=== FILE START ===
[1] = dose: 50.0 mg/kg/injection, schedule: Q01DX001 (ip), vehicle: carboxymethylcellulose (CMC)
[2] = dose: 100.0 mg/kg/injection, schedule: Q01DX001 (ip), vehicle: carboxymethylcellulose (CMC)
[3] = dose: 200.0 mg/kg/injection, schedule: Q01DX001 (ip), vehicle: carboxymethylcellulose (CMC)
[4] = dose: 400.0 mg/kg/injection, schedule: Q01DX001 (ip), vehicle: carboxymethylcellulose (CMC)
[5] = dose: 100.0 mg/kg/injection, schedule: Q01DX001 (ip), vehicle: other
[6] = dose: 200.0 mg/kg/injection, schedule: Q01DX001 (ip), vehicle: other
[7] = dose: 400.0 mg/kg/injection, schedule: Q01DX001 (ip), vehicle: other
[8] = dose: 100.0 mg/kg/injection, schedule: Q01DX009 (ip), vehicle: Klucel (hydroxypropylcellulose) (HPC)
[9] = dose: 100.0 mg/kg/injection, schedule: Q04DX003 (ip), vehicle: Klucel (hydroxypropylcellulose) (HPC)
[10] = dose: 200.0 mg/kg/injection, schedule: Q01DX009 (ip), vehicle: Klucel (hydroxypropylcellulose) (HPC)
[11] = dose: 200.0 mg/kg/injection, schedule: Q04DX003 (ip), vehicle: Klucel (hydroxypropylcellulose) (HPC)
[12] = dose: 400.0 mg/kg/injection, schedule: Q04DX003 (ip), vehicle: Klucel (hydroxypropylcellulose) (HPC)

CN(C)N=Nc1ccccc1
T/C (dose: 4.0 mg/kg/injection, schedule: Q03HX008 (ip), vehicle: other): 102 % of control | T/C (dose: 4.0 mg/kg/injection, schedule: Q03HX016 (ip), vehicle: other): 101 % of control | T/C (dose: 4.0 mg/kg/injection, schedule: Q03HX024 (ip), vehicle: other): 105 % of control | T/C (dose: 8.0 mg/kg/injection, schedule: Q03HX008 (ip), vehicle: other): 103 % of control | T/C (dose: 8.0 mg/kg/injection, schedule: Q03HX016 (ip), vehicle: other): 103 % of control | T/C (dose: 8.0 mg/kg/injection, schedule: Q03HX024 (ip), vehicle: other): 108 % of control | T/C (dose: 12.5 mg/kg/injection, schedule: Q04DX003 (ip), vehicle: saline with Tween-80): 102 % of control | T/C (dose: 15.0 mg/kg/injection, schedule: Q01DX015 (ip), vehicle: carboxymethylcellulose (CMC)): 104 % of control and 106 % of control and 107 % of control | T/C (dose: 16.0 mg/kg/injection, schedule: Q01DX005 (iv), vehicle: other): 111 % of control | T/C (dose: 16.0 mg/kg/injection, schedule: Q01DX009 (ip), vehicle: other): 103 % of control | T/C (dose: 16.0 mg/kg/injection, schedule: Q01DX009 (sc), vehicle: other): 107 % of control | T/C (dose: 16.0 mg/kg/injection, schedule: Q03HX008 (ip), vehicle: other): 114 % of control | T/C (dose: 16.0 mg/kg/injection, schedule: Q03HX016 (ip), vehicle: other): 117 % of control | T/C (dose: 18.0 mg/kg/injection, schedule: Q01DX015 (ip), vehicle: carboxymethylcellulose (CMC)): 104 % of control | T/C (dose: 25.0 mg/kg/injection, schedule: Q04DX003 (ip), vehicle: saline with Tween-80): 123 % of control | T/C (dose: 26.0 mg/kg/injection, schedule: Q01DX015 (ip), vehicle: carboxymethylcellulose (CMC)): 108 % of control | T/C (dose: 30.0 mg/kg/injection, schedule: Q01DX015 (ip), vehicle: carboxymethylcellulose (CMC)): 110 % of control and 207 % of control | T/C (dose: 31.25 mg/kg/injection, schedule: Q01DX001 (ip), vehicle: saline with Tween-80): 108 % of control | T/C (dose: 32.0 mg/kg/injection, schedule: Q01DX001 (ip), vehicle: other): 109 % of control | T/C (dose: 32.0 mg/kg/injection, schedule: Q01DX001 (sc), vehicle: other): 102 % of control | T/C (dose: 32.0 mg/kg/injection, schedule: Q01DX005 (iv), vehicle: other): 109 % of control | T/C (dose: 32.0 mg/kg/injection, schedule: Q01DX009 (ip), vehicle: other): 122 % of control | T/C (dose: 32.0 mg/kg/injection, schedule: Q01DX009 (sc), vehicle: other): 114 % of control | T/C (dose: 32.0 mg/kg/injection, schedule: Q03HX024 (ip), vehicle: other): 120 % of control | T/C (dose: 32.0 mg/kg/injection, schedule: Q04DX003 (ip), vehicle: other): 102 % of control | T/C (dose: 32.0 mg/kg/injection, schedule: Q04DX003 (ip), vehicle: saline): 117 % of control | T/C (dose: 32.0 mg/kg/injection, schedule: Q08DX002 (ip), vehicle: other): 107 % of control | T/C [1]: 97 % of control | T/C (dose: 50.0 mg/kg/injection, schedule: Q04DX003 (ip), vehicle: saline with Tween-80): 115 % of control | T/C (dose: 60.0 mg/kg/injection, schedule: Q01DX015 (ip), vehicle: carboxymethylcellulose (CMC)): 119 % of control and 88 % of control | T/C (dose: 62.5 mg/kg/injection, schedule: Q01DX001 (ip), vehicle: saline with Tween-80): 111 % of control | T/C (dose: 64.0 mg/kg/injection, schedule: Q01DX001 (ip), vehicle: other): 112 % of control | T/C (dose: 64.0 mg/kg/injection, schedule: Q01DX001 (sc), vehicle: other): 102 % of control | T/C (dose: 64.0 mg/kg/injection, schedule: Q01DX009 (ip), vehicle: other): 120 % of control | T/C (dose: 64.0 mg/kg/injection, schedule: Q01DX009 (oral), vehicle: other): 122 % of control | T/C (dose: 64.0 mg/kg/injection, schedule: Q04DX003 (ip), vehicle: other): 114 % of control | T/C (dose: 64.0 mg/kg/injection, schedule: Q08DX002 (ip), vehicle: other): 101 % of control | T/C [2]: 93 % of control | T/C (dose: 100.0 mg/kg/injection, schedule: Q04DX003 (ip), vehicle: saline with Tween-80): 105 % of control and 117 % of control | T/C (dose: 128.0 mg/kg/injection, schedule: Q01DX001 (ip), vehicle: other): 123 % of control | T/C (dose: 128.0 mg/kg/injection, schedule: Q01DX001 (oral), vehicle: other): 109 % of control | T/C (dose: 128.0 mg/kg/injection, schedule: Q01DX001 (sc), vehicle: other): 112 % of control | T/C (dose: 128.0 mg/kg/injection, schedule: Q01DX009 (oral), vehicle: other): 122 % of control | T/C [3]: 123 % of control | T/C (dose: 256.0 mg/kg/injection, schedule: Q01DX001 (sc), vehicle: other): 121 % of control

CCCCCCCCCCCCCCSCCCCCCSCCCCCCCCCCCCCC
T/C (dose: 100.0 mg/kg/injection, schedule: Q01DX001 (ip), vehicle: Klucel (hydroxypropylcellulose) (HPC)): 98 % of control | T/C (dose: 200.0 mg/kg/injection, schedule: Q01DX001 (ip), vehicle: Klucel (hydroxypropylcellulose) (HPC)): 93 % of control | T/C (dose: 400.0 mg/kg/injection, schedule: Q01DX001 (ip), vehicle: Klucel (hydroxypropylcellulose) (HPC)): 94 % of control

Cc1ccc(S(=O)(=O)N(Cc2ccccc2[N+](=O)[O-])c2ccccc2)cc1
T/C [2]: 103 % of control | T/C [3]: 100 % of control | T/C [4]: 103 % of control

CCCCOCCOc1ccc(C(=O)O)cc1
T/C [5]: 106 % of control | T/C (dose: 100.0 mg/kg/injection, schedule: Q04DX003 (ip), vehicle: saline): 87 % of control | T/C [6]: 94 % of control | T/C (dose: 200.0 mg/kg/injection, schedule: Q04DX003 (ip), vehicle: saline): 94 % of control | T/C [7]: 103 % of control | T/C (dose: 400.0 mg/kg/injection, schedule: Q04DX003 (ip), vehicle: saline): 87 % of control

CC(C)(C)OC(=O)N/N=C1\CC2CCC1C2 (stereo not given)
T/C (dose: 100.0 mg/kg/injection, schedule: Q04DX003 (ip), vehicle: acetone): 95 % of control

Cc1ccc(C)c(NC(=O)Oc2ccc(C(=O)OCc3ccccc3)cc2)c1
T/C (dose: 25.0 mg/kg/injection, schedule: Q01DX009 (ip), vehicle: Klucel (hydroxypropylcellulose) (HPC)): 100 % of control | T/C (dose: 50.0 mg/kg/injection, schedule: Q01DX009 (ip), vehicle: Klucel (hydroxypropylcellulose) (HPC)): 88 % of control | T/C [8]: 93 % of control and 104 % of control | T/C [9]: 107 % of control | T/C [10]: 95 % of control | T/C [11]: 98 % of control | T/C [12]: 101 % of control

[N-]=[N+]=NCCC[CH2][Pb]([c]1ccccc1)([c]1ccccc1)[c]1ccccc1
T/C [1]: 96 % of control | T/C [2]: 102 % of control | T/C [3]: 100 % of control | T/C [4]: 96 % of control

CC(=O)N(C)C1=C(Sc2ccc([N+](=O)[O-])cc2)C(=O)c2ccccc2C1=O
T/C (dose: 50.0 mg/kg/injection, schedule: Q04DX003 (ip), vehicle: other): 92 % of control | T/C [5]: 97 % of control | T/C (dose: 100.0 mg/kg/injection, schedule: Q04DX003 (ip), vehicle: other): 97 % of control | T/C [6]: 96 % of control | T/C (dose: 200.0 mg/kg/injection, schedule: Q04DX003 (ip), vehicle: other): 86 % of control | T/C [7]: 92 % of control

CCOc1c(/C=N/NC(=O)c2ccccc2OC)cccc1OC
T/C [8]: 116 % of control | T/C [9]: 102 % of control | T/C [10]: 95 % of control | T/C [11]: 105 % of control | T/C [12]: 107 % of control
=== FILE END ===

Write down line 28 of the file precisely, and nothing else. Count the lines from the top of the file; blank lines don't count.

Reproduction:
T/C (dose: 50.0 mg/kg/injection, schedule: Q04DX003 (ip), vehicle: other): 92 % of control | T/C [5]: 97 % of control | T/C (dose: 100.0 mg/kg/injection, schedule: Q04DX003 (ip), vehicle: other): 97 % of control | T/C [6]: 96 % of control | T/C (dose: 200.0 mg/kg/injection, schedule: Q04DX003 (ip), vehicle: other): 86 % of control | T/C [7]: 92 % of control